With the development in technology, our workspaces are experiencing a gradual shift. Today, businesses collaborate across offices and locations and devise new ways to deal with challenges. Several organizations have now started to organize their employees in autonomous work teams that provide a lot of benefits over traditional hierarchies.
In this post, let us try to understand in detail what autonomous work teams are and discuss how organizations can get started with this type of structure.
Autonomous work teams are a group of employees who self-organize to accomplish any task. Such teams are given complete autonomy or independence over the work they do in the organization including the decision-making regarding work functions and projects and the freedom to assign the members different tasks within the team.
Autonomous work teams govern and control themselves. These teams decide for themselves how they should handle everyday tasks. They are also given control over the hiring, training, and termination process for team members. They also determine the allocation of resources and rewards among themselves and implement performance management measures as well.
These work teams are generally given the responsibility of the entire work process including all the aspects of the duties of all the team members. Autonomous work teams are, in many respects, viewed as small organizations. The information flow is quite different in this type of structure. Each member is highly involved in all the decisions and issues are regularly addressed in meetings.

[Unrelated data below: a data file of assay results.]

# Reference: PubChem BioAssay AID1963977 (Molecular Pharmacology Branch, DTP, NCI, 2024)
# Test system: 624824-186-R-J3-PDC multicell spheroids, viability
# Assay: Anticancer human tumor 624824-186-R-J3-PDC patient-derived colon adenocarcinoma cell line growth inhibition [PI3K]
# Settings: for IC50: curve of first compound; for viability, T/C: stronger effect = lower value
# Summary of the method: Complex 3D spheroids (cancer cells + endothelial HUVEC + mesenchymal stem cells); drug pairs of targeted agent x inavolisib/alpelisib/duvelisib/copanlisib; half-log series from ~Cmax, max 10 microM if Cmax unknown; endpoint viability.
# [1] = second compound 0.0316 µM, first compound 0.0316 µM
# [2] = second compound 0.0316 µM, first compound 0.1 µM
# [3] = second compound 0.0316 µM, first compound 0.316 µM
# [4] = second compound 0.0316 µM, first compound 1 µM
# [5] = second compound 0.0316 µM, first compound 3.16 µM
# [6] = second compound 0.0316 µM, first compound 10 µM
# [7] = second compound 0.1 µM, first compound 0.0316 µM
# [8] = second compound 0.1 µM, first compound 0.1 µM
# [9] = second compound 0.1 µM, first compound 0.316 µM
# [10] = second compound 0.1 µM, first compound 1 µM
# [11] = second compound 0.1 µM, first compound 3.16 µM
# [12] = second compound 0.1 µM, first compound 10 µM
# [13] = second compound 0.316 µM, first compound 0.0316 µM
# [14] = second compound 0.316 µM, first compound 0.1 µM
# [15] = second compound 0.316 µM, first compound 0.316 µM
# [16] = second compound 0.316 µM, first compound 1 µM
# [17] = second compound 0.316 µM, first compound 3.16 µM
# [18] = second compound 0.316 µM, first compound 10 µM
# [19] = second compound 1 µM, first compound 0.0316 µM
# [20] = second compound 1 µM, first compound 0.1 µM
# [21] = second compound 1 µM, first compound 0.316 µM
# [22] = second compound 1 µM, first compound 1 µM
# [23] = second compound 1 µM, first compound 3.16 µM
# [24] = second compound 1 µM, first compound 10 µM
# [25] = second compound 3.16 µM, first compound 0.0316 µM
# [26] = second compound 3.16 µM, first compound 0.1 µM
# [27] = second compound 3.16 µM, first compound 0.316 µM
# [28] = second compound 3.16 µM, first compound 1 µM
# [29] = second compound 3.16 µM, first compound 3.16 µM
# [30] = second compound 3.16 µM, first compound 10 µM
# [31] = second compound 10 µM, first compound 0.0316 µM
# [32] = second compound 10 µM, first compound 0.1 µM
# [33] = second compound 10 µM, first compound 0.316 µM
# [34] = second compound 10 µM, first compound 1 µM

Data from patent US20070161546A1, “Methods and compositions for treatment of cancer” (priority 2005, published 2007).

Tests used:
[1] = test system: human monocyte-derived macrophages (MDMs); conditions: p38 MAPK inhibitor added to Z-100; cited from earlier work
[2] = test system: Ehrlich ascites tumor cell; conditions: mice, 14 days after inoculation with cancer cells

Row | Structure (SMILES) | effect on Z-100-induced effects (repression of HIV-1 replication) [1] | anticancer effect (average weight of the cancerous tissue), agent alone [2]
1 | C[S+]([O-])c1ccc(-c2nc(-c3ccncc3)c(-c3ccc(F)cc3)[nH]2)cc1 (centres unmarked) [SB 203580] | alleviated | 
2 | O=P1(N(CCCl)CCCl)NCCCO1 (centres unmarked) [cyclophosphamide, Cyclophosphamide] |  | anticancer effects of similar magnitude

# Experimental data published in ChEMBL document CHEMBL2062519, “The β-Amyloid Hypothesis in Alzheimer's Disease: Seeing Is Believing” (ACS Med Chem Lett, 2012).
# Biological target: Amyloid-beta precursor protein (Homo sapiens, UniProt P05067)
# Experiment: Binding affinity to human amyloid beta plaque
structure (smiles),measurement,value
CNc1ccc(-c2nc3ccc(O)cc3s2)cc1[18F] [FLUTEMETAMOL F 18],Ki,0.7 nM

When done right, autonomous teams are known to be highly effective, motivated, innovative, and productive. Here are a few characteristics that set these teams apart from other types of team structures.
Autonomous teams collaborate on a common objective every day. They know their goal and are driven to support the team and do their job. Nobody waits for another team member or the manager to advise on what to do next.
Autonomous teams are innovative as they are quite comfortable with one another and capable of sharing their ideas freely. They are aware that the team is dedicated to giving its best possible together. Members benefit the team from a high engagement that leads to improved productivity.
Leadership is vital for this type of structure but no one person takes the lead. Everybody contributes to decision-making. Autonomous teams know their processes the best, so organizations tend to trust them to make informed decisions.
Autonomous work teams prioritize and value open communication. These teams readily contribute their experiences and opinions to drive the entire team forward.
Members of autonomous work teams always look for new ways to improve performance and business processes. These teams are aware that a product or service is not likely to get successful without their effort.
Autonomous teams have an advantage over traditional teams as they can quickly move forward without waiting for anybody's permission. They can instantly decide what they should do to meet specific deadlines. Such teams ensure a high development speed that enables companies to respond much quicker to market fluctuations and turn around a product much faster.